About COMPASS

Project Approach

COMPASS will look at the existing information available on passenger journeys in Europe, drawing extensively on work that has been undertaken in previous European-funded projects. Existing sources of information and data will be used to identify and describe the key trends in mobility patterns in the 21st century, based on current and future passenger needs. Existing sources of travel survey data will be exhaustively researched, with a particular focus on the role of ICT in data collection and management, and recommendations will be made on improving data collection in passenger transport to meet future needs.

COMPASS will then identify ICT-based solutions that have the potential to improve co-modality in passenger transport and these potential solutions will be assessed through a number of case studies. The assessment of ICT solutions for improved co-modality will be based on a framework that emphasises the contribution of each solution to reduced carbon emissions. There will also be an investigation into how best to present solutions for improved co-modality to those stakeholders in transport operations and planning who will be responsible for their implementation, to ensure the best possible take-up of recommended solutions.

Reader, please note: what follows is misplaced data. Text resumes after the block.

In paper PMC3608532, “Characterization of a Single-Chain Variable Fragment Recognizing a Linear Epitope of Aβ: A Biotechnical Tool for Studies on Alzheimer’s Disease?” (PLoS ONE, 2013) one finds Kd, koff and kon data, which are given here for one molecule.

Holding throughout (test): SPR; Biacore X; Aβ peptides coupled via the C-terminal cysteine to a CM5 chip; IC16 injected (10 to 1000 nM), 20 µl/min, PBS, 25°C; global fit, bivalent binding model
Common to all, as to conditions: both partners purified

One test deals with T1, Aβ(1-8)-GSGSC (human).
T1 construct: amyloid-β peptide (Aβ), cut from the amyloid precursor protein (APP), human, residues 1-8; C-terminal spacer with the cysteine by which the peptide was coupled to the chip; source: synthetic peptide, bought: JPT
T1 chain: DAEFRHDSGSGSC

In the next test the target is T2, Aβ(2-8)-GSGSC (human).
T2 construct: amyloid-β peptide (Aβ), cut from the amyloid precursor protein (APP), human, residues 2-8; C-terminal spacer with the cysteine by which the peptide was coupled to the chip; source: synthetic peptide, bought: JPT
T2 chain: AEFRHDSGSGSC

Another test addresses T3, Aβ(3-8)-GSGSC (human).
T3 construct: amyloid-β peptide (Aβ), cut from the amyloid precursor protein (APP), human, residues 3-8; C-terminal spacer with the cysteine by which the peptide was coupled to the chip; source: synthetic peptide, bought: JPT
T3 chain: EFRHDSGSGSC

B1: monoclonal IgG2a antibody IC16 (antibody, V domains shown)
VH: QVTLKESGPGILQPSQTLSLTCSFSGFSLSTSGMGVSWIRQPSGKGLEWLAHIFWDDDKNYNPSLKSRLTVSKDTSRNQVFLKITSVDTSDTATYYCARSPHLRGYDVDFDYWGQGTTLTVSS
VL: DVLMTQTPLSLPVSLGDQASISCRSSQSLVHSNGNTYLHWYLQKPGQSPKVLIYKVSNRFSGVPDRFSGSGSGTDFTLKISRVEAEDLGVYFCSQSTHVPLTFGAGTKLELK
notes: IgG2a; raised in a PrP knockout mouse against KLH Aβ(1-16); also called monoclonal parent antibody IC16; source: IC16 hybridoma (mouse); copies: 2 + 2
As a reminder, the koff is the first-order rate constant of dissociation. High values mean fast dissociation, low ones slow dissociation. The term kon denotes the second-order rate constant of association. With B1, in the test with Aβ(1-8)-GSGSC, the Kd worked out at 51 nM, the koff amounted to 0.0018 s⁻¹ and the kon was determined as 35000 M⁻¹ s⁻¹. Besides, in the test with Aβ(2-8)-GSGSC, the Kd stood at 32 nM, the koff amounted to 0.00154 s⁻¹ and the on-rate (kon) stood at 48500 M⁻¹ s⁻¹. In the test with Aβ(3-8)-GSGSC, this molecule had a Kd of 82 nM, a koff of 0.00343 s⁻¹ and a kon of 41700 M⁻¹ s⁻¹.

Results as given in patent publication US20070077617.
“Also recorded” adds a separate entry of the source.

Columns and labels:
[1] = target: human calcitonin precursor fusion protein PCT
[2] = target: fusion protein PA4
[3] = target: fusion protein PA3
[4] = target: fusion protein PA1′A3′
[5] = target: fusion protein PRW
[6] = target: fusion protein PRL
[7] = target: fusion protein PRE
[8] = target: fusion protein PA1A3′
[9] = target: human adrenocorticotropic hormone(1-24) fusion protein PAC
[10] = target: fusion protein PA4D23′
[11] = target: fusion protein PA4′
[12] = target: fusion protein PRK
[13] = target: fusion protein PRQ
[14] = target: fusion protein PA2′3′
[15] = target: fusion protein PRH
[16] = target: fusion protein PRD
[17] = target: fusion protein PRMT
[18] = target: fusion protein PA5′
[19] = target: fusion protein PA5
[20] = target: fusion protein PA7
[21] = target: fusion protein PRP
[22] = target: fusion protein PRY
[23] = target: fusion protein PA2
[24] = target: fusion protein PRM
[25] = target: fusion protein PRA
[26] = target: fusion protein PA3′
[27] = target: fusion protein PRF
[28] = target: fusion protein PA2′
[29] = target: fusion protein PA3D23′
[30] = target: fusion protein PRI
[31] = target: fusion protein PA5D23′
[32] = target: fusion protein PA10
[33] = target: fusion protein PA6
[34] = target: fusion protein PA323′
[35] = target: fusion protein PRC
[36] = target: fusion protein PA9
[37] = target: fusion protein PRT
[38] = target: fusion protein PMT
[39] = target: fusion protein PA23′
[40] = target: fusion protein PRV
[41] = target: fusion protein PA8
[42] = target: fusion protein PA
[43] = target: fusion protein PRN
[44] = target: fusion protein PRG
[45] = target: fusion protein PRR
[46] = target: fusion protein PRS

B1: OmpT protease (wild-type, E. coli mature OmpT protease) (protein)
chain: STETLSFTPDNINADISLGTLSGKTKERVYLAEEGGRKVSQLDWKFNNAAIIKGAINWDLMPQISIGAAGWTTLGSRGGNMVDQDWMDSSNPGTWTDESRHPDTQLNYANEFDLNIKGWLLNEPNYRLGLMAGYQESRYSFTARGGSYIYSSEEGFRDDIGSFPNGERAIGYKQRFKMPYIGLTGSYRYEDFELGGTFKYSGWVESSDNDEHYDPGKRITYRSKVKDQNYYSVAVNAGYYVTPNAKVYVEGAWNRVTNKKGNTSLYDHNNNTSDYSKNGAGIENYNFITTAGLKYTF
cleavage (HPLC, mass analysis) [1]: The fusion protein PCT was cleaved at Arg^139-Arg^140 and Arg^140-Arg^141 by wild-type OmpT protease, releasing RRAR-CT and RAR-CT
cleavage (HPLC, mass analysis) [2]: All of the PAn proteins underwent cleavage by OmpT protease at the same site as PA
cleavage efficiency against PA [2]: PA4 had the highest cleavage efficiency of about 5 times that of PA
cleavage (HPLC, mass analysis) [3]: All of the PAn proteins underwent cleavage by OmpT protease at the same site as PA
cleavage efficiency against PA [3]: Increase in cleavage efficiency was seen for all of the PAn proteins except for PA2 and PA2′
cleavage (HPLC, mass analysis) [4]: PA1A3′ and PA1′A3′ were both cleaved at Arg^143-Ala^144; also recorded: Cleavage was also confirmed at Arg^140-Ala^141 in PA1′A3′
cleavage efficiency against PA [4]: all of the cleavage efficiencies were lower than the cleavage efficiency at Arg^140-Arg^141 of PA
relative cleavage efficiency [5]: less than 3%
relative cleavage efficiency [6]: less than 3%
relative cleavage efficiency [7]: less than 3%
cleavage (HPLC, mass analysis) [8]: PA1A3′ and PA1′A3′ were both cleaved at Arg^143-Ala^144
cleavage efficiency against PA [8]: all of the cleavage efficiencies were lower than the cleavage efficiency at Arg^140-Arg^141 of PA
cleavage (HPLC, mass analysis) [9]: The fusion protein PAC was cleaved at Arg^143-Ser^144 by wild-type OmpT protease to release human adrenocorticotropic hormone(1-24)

Finally COMPASS will derive conclusions and recommendations for national and EU transport policy and actions, and will disseminate the findings widely amongst policy makers and other stakeholders as well as researchers and the transport industry.

The main outputs of COMPASS will be the Handbook of ICT solutions for improving co-modality in passenger transport  (D5.1, October 2013) and An assessment of the potential impact of ICT solutions on a co-modal transport system  (D6.1, October 2013).   All the public deliverables of the project will be available for download from this website.

The key objectives of the COMPASS project are to:

  • identify key trends (demographic, societal, economical, policy etc) that will affect mobility now and in the future and thus to identify the mobility needs of current and future travellers
  • identify the potential role of ICT in promoting co-modality and data collection
  • identify the information that would be needed from data in order properly understand mobility, to optimise a future co-modal transport system and to assess the impact of new solutions
  • analyse existing surveys with regard to data available concerning long-distance, rural and urban travel
  • identify solutions to improving behavioural data (from ICT or elsewhere) and needs and opportunities for harmonisation of the data collected, in particular in the various national surveys (this also includes new definitions of accessibility indicators)
  • identify and investigate ICT solutions to influence mobility patterns for long-distance, rural and urban travel towards increased co-modality
  • develop business models that enable and promote these solutions in practice
  • assess the potential impact of the solutions identified both on local and on European level, in particular with regard to carbon emissions
  • derive conclusions and recommendations for national and EU transport policy and actions
  • disseminate the findings widely amongst policy makers and other stakeholders as well as researchers and the transport industry